EPA Tips: Winter Weatherizing Ideas for Renters and Owners

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The winter season can be a drag on your energy bill. Luckily, energy efficiency experts have compiled loads of useful measures to make heating your living space more efficient – whether you’re a homeowner or a renter. We chatted with Doug Anderson, a project manager from the EPA’s Energy Star program, for tips and tricks on how renters and owners can prep for the winter.

Home Weatherizing Tips for Renters


1. Leaving the house? Lower your thermostat to save cash

Is your energy bill a bit higher than you’d like? Don’t worry, thrifty renter. By following a few simple steps from Energy Star, you can save $180 per year on your heating and cooling bill.

For starters, set back your thermostat by 8 degrees Fahrenheit while you are away or asleep to prevent wasted energy. If you have a programmable thermostat in your apartment or rental unit, Anderson suggests pre-setting the thermostat to reduce temperature when you leave for work or school and programming it to reach your desired temperature about a half hour before you get home for a “warm welcome.”

Since you don’t need to heat your kitchen while you’re snuggled under the blankets at bedtime, program your thermostat to decrease the temperature while you’re sleeping as well, and pre-set it to power back on about a half hour before you wake up.

If you don’t have a programmable thermostat, Anderson assures us that you can achieve comparable results by changing your settings manually. Simply lower the temperature before you go to sleep or leave the house, and raise it when you wake up or arrive home to start realizing energy savings.

2. Don’t forget your storm windows

“In the fall, people like to leave their windows open and enjoy the nice weather. But often times they forget to close the glass panel to cover the screens on their storm windows,” Anderson says.

Storm windows are designed to maintain a layer of air between your home and the outdoors, improving heat retention. Leaving the exterior portion of your storm windows open allows warm air to easily escape your home — meaning you’re essentially paying loads of extra money to heat your front yard.

Save some cash and reduce energy use by making sure all of your storm windows are securely shut. If you notice that one of your storm windows does not fully close, notify your landlord immediately to prevent wasted energy.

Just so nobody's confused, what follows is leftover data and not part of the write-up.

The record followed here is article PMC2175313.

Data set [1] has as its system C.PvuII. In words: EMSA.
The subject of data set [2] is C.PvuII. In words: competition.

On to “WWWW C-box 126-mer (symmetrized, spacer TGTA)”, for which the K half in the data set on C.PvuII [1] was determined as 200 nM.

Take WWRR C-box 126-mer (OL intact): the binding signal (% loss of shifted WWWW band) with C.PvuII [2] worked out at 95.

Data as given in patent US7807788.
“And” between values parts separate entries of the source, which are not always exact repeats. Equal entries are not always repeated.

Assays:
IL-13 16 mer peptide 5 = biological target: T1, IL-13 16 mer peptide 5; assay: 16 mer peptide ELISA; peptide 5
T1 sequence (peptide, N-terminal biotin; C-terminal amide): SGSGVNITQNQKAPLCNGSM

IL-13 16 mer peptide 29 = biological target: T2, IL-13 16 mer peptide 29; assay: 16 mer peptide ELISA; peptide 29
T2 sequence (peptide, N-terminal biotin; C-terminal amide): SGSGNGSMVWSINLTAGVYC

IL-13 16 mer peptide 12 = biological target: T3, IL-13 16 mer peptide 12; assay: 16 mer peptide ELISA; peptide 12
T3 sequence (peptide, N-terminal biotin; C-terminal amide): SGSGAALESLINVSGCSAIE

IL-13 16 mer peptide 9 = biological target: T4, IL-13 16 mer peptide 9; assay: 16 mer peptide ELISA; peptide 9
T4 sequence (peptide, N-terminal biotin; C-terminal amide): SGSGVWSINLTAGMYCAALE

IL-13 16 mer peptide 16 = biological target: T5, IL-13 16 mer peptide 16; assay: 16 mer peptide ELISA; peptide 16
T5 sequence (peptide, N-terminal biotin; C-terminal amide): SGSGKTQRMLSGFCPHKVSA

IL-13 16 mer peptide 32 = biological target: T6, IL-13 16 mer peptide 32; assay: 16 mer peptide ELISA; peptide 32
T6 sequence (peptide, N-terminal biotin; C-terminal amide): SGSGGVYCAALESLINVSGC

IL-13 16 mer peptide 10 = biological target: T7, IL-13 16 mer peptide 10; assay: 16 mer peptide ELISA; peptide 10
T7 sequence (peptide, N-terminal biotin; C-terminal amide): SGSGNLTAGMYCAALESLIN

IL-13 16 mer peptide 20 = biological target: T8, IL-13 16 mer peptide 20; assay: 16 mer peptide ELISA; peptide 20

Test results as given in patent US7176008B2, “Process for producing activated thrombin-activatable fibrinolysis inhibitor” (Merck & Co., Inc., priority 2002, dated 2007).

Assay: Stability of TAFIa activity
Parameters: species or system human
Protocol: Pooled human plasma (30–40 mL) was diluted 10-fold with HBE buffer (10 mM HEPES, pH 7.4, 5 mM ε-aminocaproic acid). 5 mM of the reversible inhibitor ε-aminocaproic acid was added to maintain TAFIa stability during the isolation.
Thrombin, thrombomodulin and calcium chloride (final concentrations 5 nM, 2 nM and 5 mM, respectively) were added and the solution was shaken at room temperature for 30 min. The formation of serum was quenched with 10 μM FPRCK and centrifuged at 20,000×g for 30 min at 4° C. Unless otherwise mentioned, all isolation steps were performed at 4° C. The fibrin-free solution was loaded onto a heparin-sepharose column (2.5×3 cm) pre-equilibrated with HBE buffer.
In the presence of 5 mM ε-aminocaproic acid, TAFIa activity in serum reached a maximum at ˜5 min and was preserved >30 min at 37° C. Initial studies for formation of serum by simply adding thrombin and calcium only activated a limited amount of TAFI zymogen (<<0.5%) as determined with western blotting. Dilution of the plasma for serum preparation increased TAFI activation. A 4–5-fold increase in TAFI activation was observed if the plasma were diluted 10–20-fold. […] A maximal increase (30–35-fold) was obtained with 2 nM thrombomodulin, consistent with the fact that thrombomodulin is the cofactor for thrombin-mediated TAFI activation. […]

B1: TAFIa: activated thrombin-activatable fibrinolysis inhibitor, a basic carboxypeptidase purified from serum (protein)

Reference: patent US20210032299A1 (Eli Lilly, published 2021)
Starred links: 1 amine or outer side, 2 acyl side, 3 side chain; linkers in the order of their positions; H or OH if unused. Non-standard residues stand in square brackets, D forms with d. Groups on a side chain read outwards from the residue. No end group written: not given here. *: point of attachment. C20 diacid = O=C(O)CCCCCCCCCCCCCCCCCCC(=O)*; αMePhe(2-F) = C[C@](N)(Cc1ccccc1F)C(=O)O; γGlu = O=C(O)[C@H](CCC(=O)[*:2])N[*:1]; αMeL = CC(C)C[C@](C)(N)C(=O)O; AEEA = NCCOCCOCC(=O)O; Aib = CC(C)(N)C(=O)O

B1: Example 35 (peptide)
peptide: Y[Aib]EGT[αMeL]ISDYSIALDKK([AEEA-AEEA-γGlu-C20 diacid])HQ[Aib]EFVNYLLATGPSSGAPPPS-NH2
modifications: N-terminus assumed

3. Use temporary solutions to fix leaks

Sealing drafty windows or leaky duct-work is a common green tip, but many landlords prohibit tenants from making modifications to their apartment or rental unit. So, what’s a planet-friendly renter to do? Skip the caulk and permanent weather stripping in favor of temporary solutions that can help you achieve similar results without damaging your rental.

If you notice cold air coming in around your windows, Anderson suggests using shrink-to-fit insulating film – which reduces drafts and can be easily removed with no damage to your walls or windows. To ensure scuff-free results, be sure to leave at least an inch of space between the plastic and your window, and never apply the sheets to directly to window glass. Pick up insulating film, such as these kits from 3M and WJ Dennis, at your local hardware store.

Rather than using standard caulk, renters can easily seal up leaks by using temporary rope caulk, says Anderson. This simple alternative comes in pre-cut strands for easy application and is completely removable — meaning less wasted energy without sacrificing that $1,000 deposit. Pick up a pack of rope caulk, like this one from Duck Brand, at your local hardware store or home improvement retailer.

If you have a window air conditioning unit that cannot be removed, this can also contribute to uncomfortably cold drafts in your apartment, Anderson says. Solve the problem with an indoor or outdoor air conditioner cover, and you’ll notice a far less drafty living space.

4. Redecorate for energy savings

Take a moment to do a little energy-saving feng shui around your apartment. Make sure all air registers, radiators and baseboard heaters are completely free of obstruction, Anderson suggests.

If you have furniture or drapery positioned directly in front of an air register or heater, the heat will not circulate into your room as well — which could lead you to unnecessarily crank up the thermostat. Try to leave at least a foot of space around your air registers for maximum efficiency.

5. Don’t be afraid to ask your landlord

Whether your heating system is downstairs in the basement or you use a self-contained furnace inside your apartment or in a closet, you should never touch the system without your landlord present. But don’t be afraid to ask about heating system maintenance and other energy-related concerns.

Ask your landlord if he or she schedules pre-season check-ups of heating and cooling systems and how often air filters are changed. Air filters should be changed every three months to ensure maxiumum efficiency, Anderson says.